Detalle Publicación


Heavy metal and nitrogen concentrations in mosses are declining across Europe whilst some hotspots remain in 2010

Autores: Harmens, H.; Norris, A.; Sharps, K.; Mills, G.; Alber, R.; Aleksiayenak, Y. ; Blum, O.; Cucu-Man, S.-M.; Dam, M.; De Temmerman, L.; Ene, A.; Fernandez, J. A.; Martinez-Abaigar, J.; Frontasyeva, M.; Godzik, B.; Jeran, Z.; Lazo, P.; Leblond, S.; Liiv, S.; Magnússon, S. H.; Mankovska, B.; Pihl Karlsson, G.; Piispanen, J.; Poikolainen, J.; Santamaría Ulecia, Jesús Miguel; Skudnik, M.; Spiric, Z.; Stafilov, T.; Steinnes, E.; Stihi, C.; Suchara, I.; Thöni, L.; Todoran, R.; Yurukova, L.; Zechmeister, H. G.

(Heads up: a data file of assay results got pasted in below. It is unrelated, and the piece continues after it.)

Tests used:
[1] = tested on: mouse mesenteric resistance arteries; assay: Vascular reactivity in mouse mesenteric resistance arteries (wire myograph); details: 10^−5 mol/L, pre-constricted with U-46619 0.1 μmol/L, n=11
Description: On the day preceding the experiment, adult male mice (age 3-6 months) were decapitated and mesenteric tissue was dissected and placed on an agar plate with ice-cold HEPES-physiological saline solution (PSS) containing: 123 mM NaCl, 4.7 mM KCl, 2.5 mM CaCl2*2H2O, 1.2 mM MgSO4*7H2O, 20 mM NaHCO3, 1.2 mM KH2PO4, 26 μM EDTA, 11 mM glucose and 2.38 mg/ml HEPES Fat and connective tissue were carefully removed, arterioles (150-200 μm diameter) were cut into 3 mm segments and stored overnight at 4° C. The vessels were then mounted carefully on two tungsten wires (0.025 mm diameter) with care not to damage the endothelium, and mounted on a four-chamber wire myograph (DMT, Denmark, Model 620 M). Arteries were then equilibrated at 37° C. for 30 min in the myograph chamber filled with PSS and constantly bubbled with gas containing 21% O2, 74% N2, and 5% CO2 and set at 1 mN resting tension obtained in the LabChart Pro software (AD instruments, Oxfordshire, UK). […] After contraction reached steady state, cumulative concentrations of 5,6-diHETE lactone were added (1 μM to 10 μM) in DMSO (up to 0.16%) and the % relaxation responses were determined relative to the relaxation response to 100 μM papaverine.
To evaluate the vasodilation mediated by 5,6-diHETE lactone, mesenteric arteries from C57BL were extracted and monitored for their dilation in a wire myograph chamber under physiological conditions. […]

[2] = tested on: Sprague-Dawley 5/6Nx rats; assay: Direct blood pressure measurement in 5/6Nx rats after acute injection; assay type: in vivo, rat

ISSN: 0269-7491
Volumen: 200
Páginas: 93 - 104
Fecha de publicación: 2015
In recent decades, naturally growing mosses have been used successfully as biomonitors of atmospheric deposition of heavy metals and nitrogen. Since 1990, the European moss survey has been repeated at five-yearly intervals. In 2010, the lowest concentrations of metals and nitrogen in mosses were generally found in northern Europe, whereas the highest concentrations were observed in (south-)eastern Europe for metals and the central belt for nitrogen. Averaged across Europe, since 1990, the median concentration in mosses has declined the most for lead (77%), followed by vanadium (55%), cadmium (51%), chromium (43%), zinc (34%), nickel (33%), iron (27%), arsenic (21%, since 1995), mercury (14%, since 1995) and copper (11%). Between 2005 and 2010, the decline ranged from 6% for copper to 36% for lead; for nitrogen the decline was 5%. Despite the Europe-wide decline, no changes or increases have been observed between 2005 and 2010 in some (regions of) countries.